Hextalls welcomes Mark Brenlund

Hextalls Law is delighted to welcome Mark Brenlund to the firm. Mark joins us from Weightmans, where he has built up a significant reputation as a liability insurance specialist. Mark brings a wealth of experience with him having over 25 years experience. He focuses on casualty and cyber policies and assists clients with coverage issues […]

Vicarious liability (again): the brakes are on

Justin Clayden considers the recent decisions on vicarious liability. In the last two years there have been a number of reported decisions touching on aspects of vicarious liability and following a potential broadening of the traditional applicable principles both to the actions of tortfeasor employees and independent contractors. The Supreme Court has recently reviewed the […]

Happy 4th Birthday – The Third Parties (Rights Against Insurers) Act 2010

On the 1 August 2020 it will be 4 years since the Third Parties (Rights Against Insurers) Act 2010 (“the Act”) came into force. At the time commentators hailed the event as something of a new dawn for successful claimants seeking to enforce judgments against the insurers of insolvent defendants; as we shall see, however, […]

Exercise of discretion in insurance contracts

David Hadfield discusses the exercise of discretion in insurance contracts.   It is common for the terms of commercial contract to permit one of the parties to withhold consent for the other party to do something or to provide that a party to the contract has the power to make a decision that affects the […]

Focus on disclosure and legal professional privilege

Justin Clayden and David Hadfield discuss recent decisions. Judging by the number of reported cases over the last 24 months, the issue of privilege from disclosure is alive and well, with two Court of Appeal decisions in particular exciting attention.[1] Truth be told, neither decision really resulted in any new law but the second of […]

Recent decisions on vicarious liability

Justin Clayden discusses various recent decisions on vicarious liability. In the last year there have been a number of reported decisions touching on aspects of vicarious liability that are helpful reminders of the relevant principles of vicarious liability, and the extent to which those principles have been broadened in recent years from the original tortious […]

Campbell v ST&H Ltd – Emma Bond of Hextalls succeeds in striking out a claim under the Equality Act.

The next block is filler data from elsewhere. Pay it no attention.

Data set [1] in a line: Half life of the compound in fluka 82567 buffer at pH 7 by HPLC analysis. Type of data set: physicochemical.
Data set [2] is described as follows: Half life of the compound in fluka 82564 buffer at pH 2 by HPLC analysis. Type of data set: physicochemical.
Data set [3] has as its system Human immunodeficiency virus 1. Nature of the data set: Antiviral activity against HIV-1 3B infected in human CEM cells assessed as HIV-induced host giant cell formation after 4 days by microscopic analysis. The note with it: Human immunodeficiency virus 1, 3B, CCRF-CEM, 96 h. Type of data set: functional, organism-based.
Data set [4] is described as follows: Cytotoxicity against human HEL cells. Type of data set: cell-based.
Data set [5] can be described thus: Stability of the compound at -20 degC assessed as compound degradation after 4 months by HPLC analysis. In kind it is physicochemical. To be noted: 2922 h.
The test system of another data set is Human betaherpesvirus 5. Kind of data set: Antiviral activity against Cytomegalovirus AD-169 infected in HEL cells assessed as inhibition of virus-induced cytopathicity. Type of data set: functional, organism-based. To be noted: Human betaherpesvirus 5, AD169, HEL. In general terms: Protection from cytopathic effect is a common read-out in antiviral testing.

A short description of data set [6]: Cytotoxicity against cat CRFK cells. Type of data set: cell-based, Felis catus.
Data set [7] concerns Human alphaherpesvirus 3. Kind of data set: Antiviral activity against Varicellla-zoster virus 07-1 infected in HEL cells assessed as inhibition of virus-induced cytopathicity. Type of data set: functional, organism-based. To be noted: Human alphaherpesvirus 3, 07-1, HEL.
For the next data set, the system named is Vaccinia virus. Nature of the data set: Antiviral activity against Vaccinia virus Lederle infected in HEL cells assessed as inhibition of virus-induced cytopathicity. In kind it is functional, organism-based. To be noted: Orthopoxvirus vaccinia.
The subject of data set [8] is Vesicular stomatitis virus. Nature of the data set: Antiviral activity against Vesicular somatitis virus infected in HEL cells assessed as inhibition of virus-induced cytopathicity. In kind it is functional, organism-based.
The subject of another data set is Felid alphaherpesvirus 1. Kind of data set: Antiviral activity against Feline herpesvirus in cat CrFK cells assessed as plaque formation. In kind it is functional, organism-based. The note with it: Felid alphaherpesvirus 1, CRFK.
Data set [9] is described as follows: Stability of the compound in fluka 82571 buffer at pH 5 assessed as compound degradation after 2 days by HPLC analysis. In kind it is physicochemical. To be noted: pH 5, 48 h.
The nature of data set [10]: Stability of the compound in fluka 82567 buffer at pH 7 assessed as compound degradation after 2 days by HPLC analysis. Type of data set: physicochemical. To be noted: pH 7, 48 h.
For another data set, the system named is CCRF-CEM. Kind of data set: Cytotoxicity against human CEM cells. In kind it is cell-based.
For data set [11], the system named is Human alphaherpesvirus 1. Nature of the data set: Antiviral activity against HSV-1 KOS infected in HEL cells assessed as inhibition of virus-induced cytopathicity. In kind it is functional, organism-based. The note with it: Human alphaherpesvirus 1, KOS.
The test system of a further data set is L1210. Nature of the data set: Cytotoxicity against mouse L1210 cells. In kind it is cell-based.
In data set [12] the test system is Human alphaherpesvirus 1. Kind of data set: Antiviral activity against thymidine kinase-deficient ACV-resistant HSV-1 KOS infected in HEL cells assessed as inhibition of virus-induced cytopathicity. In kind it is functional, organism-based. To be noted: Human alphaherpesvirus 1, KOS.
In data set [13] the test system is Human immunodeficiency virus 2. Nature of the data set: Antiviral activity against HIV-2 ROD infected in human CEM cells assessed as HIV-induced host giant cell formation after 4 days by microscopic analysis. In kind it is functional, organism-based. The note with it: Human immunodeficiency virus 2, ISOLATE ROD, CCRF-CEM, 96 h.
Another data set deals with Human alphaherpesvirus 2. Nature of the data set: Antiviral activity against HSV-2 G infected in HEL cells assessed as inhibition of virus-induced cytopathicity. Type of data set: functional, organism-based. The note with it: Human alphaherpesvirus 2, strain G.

Emma Bond of Hextalls acted for ST&H Ltd trading as Saga in relation to a claim brought under the Equality Act 2010. The claimant, Mrs Campbell (who previously had taken Thomas Cook to the Court of Appeal) claimed that she had been discriminated against by Saga when she purchased a river cruise called “Amsterdam and […]

Significant Decision on Legal Expenses Cover under Liability Policies

Enterprise Insurance PLC sub nom Frederick David John White v Ozon Solicitors Ltd (3 February 2017) This decision – the first one we know of on the issue – gives important guidance on the interplay between liability insurers’ rights to manage the defence of a civil claim under a liability policy and the rights of […]

David Hadfield discusses the Court of Appeal decision in Zurich Insurance PLC v Maccaferri Ltd EWCA Civ 1302

This Court of Appeal decision concerned the interpretation of a claims notification condition in fairly standard terms. The decision underlines the need for insurers to both understand the law and get their drafting right. Zurich insured Maccaferri under a PL/Products policy against accidental death and personal injury. It contained a condition precedent requiring the insured […]

Wendy Mayes discusses the recent case of Edwards v Sutton LBC EWCA Civ 1005

The issue of an occupier’s liability and its duty to protect visitors against an obvious danger was considered by the Court of Appeal in the above case. The Local Authority appealed a decision that it was primarily liable under the Occupiers Liability Act 1957 in respect of serious injuries sustained by the Claimant. Mr Edwards […]